A couple years ago I watched the 90 mile canoe race from Kelly Point lean tos then hiked part way up Kempshall then whacked over to Blueberry Mtn. Up to that point the trail was clear and easy to follow. Blueberry has a nice rocky summit and views along Long Lake. I then headed west until I intersected the NPT. Nice open woods all the way.

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      • #4
        Thanks to you both. Good to know about Blueberry- that's not a very long bushwhack off the old trail and you're right, the satellite images do show rocky ledges. I'll definitely throw that one into the mix as well.

        Might even also make a longer day out of it and include Landing Hill to the south... gotta work on my visits to "every named feature in the High Peaks."
        Last edited by DSettahr; 04-19-2021, 11:45 AM.

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        • #5
          This is the view of Long Lake from Blueberry. Looking back towards Long Lake Village. This guy was enjoying the view from the summit also.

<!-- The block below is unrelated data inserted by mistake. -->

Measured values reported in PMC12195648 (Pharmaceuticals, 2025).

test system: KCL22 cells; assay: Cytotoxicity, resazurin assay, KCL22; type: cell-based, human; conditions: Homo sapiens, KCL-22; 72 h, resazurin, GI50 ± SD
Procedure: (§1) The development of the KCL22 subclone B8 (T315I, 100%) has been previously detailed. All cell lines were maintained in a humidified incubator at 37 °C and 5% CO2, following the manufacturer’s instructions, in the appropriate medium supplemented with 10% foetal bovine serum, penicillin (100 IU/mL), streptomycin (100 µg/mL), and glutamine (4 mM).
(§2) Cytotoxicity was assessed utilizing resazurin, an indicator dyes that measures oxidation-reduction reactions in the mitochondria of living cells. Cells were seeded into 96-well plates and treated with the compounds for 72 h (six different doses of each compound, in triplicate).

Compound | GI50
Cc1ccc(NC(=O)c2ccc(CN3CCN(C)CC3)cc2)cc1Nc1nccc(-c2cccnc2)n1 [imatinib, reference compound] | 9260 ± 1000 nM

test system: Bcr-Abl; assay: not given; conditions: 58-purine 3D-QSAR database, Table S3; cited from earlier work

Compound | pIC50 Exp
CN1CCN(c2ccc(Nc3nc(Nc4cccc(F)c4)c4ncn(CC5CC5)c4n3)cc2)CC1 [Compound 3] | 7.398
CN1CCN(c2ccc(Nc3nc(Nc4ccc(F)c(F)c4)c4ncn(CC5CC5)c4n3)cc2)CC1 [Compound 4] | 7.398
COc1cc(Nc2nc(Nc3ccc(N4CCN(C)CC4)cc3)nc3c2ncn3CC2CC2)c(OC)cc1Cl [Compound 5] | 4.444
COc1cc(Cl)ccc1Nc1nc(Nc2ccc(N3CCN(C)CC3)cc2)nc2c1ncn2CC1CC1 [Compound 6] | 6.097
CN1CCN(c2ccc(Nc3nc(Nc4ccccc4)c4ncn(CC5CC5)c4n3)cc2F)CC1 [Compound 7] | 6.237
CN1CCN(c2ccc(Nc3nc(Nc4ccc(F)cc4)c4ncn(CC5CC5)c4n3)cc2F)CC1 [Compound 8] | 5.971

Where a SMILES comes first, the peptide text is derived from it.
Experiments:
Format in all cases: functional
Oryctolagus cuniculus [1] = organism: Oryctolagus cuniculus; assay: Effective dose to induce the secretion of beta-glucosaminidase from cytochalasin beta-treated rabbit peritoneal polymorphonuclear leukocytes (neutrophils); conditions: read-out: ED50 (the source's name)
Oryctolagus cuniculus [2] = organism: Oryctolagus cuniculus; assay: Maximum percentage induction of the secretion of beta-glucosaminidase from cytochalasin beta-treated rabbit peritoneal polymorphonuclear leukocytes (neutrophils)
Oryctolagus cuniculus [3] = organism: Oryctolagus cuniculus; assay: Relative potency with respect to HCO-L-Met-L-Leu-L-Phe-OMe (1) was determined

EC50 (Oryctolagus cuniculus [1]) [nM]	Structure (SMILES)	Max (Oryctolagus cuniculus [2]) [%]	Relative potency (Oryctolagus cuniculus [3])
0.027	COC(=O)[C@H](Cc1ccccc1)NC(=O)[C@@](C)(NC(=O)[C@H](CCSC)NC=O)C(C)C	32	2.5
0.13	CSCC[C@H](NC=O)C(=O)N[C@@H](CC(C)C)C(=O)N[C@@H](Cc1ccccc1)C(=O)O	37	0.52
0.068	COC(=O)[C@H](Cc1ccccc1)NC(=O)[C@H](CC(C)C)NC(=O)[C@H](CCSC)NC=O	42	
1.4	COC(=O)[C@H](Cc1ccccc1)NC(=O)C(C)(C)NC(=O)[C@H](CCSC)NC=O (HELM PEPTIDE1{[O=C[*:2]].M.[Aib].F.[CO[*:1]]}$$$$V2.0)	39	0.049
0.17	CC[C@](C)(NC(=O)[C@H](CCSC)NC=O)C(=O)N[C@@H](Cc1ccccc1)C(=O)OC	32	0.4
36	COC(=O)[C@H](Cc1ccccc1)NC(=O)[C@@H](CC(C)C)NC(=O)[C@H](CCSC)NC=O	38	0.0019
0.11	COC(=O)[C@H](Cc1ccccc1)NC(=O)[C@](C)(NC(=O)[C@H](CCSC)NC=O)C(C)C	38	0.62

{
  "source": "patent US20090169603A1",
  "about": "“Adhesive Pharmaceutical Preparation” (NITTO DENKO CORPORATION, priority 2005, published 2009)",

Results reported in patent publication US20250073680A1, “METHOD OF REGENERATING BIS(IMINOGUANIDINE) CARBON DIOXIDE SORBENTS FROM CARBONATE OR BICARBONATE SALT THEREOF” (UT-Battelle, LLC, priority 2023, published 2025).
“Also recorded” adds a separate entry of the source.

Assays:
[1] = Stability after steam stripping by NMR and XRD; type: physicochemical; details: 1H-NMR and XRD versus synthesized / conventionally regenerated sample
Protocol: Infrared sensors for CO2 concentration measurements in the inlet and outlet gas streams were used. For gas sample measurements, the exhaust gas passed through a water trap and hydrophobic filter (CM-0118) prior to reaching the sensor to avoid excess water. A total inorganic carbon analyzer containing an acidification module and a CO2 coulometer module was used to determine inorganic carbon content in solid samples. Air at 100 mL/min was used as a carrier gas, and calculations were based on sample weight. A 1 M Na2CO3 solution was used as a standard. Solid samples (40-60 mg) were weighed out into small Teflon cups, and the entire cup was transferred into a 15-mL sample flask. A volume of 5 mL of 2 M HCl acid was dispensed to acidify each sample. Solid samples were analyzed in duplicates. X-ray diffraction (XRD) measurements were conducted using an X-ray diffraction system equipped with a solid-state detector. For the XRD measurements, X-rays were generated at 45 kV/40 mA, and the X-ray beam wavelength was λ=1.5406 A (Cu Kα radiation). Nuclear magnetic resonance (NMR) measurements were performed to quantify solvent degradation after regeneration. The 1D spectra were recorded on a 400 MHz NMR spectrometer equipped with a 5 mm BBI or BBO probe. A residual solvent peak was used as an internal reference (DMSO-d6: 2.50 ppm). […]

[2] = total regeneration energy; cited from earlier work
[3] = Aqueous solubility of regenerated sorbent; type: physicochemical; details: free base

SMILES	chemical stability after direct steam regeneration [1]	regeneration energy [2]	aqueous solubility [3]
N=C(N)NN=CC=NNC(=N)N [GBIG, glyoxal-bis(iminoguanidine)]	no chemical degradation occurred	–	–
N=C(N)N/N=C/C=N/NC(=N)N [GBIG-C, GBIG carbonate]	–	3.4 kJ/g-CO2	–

Attached Files

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          • #6
            I havent personally done it however have friends that buschwacked up last year. I feel like there are some stone chairs at the top but that could have been on the summit of blueberry. I'll try to get in touch with them and report back

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            • #7
              When I did Kempshall a couple years ago the trail was definitely still quite easy to follow. However, the maintenance was in the form of cutting the saplings a foot or two above the ground leaving spikes sticking out all over the place which I found to be a really bad method of trail cutting/maintenance. There are some ribbons too. It didn't take us long to get up there from the Lake. I liked this peak and the fire tower history of it even though there are no longer any views.
              Spencer Bigfoot

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              • #8
                That's what happens when unauthorized people take it upon themselves to do unapproved and illegal "trail maintenance". There is a DEC approved method for doing so, the ADK offers courses to train people.